### Explaining Cell Referencing and what $ in Excel does

The $ in Excel is used to control absolute cell referencing in your formulas. There are 2 types of references:

- Relative references
- Absolute references

If you have ever written a formula referencing cells and copy / pasted your formula into other cells, you may have noticed that Excel changes the value of of the row or column position on some of the cell references as you paste your formula.

### 1. Relative references

When you’ve referenced a cell within a formula and you are now copy/pasting that formula into other cells, the cells referenced within the formula will change relative to the original position copied from.

If I have a formula =B2*3 and I copy/paste it:

- one cell to the right, it will change to =C2*3 (column has changed)
- one cell to the left, it will change to =A2*3 (column has changed)
- one cell down, it will change to =B3*3 (row has changed)
- one cell up, it will change to =B1*3 (row has changed)

### 2. Absolute references (using the $ in Excel) lets you control whether you keep:

**Row/Column (entire cell) fixed**, which would look like “**$B$1**“. The $ needs to go in front of the column AND row.- Copy/pasting:
- Into any other cell, the formula will always point to “B1” since the entire cell is set to an absolute value.

**Why use this?**You have a value in a cell that you always want to reference regardless where the formula is copy/pasted.

- Copy/pasting:

**Row fixed (column relative)**, which would look like “**B$1**“. The $ needs to go in front of the row only.- Copy/pasting:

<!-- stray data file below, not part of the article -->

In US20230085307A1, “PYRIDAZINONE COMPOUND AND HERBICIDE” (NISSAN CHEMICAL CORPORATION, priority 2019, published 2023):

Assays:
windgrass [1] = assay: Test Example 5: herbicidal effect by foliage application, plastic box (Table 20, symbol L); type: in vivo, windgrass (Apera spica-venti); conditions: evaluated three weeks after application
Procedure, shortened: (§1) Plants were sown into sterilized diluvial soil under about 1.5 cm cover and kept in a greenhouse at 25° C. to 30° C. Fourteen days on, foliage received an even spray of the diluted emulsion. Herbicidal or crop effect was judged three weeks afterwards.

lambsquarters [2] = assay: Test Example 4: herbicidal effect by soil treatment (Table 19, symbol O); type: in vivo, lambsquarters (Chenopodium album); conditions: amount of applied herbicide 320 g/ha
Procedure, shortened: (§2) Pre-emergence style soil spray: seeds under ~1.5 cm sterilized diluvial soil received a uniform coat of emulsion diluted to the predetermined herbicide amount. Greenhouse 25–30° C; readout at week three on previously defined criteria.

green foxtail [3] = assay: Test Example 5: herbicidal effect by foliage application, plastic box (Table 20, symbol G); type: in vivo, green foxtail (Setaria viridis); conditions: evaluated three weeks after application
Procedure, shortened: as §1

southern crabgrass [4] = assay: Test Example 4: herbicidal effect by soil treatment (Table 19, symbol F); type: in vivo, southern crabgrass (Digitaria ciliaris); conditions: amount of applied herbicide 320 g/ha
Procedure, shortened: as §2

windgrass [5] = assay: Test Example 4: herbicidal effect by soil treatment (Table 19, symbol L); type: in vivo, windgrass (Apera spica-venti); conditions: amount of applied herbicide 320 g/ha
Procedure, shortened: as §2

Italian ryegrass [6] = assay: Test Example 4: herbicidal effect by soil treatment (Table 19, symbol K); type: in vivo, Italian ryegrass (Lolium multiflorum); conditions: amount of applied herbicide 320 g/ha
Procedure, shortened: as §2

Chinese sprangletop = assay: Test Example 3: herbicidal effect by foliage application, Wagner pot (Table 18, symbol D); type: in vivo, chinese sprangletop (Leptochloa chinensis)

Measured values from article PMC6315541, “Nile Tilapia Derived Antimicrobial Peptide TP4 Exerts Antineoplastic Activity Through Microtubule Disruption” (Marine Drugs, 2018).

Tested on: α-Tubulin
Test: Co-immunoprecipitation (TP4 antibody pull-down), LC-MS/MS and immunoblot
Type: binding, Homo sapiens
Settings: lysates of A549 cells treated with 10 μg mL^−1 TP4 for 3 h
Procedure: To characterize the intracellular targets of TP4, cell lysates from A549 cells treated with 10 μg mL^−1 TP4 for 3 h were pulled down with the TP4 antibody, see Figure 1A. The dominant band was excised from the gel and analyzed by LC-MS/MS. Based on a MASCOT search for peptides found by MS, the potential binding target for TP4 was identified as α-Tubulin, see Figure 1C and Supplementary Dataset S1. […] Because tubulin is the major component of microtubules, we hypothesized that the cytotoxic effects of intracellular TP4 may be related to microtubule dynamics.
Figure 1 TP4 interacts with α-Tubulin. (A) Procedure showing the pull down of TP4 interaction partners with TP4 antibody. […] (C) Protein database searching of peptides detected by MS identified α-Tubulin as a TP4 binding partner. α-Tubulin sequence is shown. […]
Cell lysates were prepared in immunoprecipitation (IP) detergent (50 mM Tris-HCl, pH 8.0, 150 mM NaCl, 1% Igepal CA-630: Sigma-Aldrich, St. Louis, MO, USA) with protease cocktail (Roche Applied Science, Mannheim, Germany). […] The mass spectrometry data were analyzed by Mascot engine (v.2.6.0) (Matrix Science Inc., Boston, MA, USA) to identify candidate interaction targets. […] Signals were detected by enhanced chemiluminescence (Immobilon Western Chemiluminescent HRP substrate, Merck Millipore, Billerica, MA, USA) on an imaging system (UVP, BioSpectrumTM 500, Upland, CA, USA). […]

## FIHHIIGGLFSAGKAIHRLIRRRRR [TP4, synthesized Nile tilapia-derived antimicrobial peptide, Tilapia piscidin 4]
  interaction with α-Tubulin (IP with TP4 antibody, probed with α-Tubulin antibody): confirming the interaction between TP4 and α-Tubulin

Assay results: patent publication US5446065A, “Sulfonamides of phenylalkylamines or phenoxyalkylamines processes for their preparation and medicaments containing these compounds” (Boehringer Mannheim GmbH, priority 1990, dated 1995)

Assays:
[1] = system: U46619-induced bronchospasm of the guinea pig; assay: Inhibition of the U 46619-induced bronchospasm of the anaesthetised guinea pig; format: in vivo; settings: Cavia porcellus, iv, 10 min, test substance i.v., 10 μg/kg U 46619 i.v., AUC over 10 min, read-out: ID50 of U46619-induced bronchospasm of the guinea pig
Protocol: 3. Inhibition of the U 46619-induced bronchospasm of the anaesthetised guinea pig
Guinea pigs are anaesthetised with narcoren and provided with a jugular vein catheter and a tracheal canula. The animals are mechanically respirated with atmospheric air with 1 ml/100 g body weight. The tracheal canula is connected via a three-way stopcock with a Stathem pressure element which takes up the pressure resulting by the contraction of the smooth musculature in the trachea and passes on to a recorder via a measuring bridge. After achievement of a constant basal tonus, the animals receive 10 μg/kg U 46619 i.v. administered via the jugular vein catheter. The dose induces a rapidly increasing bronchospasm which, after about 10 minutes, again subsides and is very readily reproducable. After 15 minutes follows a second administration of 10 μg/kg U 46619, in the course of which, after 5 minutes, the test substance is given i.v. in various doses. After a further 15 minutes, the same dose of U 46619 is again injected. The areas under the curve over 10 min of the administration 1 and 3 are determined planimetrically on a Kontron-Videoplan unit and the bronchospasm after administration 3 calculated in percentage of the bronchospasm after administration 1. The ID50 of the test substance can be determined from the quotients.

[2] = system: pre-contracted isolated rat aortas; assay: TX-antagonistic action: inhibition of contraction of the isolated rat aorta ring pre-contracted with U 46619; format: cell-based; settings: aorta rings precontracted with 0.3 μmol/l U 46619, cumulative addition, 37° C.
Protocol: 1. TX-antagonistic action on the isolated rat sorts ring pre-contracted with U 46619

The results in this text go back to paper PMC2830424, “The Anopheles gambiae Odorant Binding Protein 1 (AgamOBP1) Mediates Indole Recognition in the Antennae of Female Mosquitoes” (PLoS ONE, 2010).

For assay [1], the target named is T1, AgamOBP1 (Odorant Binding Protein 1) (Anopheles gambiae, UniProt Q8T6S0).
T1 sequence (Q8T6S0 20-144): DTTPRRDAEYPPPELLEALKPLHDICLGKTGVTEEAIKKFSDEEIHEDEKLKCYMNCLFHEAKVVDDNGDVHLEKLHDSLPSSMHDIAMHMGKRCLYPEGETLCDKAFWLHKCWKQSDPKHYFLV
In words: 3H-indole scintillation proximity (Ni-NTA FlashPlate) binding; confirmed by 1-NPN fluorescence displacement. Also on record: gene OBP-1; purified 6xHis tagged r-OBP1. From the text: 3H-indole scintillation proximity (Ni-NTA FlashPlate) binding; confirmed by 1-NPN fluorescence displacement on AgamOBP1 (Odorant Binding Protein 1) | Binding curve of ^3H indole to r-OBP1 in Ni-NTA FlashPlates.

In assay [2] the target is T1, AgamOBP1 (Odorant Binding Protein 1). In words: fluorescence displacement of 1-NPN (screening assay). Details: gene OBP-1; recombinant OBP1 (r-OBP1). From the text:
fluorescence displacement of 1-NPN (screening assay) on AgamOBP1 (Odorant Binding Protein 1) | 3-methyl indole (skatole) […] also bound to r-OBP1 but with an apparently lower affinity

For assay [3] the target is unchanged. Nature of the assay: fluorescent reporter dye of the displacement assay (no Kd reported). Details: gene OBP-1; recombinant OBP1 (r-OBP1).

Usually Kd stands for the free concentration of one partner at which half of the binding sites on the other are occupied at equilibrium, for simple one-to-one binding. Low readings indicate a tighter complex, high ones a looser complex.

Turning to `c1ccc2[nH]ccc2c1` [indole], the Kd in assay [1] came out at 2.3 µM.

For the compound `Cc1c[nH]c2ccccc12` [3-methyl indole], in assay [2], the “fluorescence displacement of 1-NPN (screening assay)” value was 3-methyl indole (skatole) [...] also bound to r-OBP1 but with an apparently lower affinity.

- Up/down into any new rows, the formula will keep the row # (in this case ‘1’) fixed and never change it.
- Left/right into any new columns, the formula will adjust the column # relative to the position the formula is being pasted into.

**Why use this?**You might have values in a ‘header row’ that you want to reference in a formula, so you want your column # to change when you paste into a new column, but you always want your row # to stay fixed on your header row.

- Copy/pasting:
**Column fixed (row relative)**, which would look like “**$B1**“. The $ needs to go in front of the column only.- Copy/pasting:
- Up/down into any new rows, the formula will adjust the row # relative to the position the formula is being pasted into.
- Left/right into any new columns, the formula will keep the column (in this case ‘B’) fixed and never change it.

**Why use this?**You might have values within a column that you want to reference in a formula, so you always want your column # to stay fixed when you paste into a new column, but you want your row # to change when you paste into a new row.

- Copy/pasting:

### There are 2 ways you can apply absolute references to your formulas:

- Manually type the $ into your formula (actually click into your formulas and type the $ sign as required)
- Use the F4 hotkey

#### How to use the F4 Hotkey

- Click on the cell with the formula that you want to change the cell reference type
- Either click into the formula bar or press F2 to go into ‘Edit mode’ in the cell
- Select the part of the formula that you want to change the cell reference type
- Single cells (you can either highlight the entire value, i.e. “A1” or click on either side or in between)
- Ranges (you need to highlight the entire value i.e. “A1:A3”)

- Press F4 once (absolute reference on both row and column)
- Press F4 again (absolute reference on row only)
- Press F4 again (absolute reference on column only)
- Press F4 again (back to relative reference)
**Note:**If you continue to press F4 it will just continue to cycle through the same sequence as listed above.

#### Go back to **Excel Tutorials**.